But don’t cry for the NFL just yet.
DraftKings -- which spent $56.1 million on TV ads from Sept. 11 through Oct. 11 -- dropped to $19.8 million the next month, according to iSpot.tv. That number sank to $1.5 million Nov. 11 through Dec. 11.
DraftKings competitor FanDuel spent $69.9 million in national TV advertising from Sept. 11 to Oct. 11. This slipped to $55.1 million the next month, and to 8.6 million Nov. 11 to Dec. 11.
At the same time, the NFL has been hit with TV advertising it would rather not see next to games: Sony’s “Concussion,” which focuses on football-related brain injuries. From Nov. 17 through Dec. 11, Sony spent $11.9 million in national TV advertising for the film, with $3.3 million going to the NFL.
You take the good with the bad. But the NFL is still the strongest sports league, with the most leverage, according to many TV executives. In this position, the NFL can demand ever-higher program TV license fees from network executives.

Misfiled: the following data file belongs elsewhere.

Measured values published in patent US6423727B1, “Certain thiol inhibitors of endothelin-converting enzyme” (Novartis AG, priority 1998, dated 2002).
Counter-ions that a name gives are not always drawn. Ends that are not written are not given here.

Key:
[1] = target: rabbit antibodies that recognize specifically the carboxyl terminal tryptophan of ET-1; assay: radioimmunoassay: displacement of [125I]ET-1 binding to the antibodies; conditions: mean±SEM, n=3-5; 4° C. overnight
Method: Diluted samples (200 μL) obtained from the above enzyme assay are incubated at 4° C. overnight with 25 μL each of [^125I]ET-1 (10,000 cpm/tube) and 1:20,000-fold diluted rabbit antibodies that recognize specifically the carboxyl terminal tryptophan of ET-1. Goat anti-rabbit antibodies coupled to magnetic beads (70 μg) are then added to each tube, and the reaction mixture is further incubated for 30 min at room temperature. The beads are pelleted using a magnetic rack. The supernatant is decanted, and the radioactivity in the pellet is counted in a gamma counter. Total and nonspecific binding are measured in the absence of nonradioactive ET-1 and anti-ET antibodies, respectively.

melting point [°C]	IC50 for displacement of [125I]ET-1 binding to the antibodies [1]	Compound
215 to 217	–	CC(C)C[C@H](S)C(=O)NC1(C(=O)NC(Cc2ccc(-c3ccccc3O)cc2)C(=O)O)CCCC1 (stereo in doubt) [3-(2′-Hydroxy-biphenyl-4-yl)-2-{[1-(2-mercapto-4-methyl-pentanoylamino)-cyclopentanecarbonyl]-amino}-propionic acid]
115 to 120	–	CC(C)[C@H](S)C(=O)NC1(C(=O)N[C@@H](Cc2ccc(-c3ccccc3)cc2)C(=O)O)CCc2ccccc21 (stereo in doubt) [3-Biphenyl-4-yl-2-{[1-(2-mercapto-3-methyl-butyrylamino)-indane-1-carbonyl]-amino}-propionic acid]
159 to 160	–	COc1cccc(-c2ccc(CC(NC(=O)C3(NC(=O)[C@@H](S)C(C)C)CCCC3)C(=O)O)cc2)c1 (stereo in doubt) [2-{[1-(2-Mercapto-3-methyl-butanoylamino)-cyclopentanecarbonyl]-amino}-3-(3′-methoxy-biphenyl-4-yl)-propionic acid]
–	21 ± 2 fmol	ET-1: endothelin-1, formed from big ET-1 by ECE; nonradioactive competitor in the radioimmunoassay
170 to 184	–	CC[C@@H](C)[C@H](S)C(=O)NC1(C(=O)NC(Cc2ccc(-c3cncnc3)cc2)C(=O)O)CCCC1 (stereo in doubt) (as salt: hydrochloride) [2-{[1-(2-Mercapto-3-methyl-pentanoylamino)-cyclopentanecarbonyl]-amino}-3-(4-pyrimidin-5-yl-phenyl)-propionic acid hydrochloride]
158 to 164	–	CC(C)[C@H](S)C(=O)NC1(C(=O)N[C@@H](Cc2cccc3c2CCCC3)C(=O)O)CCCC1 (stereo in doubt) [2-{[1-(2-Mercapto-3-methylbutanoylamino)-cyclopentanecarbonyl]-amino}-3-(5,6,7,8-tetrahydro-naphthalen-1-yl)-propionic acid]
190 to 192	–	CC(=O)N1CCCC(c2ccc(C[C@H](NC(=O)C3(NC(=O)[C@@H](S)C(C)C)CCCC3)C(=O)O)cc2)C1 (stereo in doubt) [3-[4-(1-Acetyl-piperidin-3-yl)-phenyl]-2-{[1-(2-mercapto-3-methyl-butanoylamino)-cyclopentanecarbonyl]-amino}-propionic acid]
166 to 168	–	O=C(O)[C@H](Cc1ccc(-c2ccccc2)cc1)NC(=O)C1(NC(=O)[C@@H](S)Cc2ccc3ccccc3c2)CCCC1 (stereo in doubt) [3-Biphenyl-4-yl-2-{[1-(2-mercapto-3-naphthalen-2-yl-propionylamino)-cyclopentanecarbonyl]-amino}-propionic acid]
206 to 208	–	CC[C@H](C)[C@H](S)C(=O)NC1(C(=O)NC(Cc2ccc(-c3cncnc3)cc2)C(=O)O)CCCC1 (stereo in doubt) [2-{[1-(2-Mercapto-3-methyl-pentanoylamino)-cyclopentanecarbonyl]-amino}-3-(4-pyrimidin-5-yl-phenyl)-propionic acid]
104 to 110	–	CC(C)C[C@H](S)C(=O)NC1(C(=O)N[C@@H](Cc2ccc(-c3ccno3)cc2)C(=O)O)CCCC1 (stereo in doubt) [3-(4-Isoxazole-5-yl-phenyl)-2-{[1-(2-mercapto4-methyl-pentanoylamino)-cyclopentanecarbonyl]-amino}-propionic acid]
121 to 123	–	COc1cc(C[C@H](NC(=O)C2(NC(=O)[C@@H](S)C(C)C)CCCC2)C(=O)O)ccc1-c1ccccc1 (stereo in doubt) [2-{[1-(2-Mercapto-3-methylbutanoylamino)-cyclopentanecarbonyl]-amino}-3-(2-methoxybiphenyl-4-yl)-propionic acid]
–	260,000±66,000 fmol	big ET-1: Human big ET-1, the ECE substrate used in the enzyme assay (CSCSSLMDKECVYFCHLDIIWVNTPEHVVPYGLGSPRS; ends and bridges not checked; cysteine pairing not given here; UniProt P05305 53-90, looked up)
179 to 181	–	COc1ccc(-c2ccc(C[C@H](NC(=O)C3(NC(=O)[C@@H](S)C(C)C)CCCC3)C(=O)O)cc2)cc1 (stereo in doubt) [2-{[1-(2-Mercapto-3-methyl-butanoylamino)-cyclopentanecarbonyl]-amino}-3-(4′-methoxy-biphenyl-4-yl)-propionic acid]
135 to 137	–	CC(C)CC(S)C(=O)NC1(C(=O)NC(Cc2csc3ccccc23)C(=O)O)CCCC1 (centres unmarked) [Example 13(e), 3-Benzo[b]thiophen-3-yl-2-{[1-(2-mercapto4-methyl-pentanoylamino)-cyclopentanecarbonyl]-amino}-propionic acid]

CBS' current package for the eight NFL games on Thursday nights cost $300 million, according to reports -- up from the $275 million level the year before. (CBS shares those eight games in a simulcast with the NFL Network. That cable channel runs the other eight regular season games exclusively).
For the next contract, the NFL is looking to sell the entire 16-game Thursday night season for well over $600 million.
The NFL continues to believe that despite whatever problems it has -- medical issues for its athletes, or with TV advertisers who many are now calling illegal sports betting operations -- TV viewers will continue to come, and advertisers in existing and new categories will continue to buy.
You can bet on that.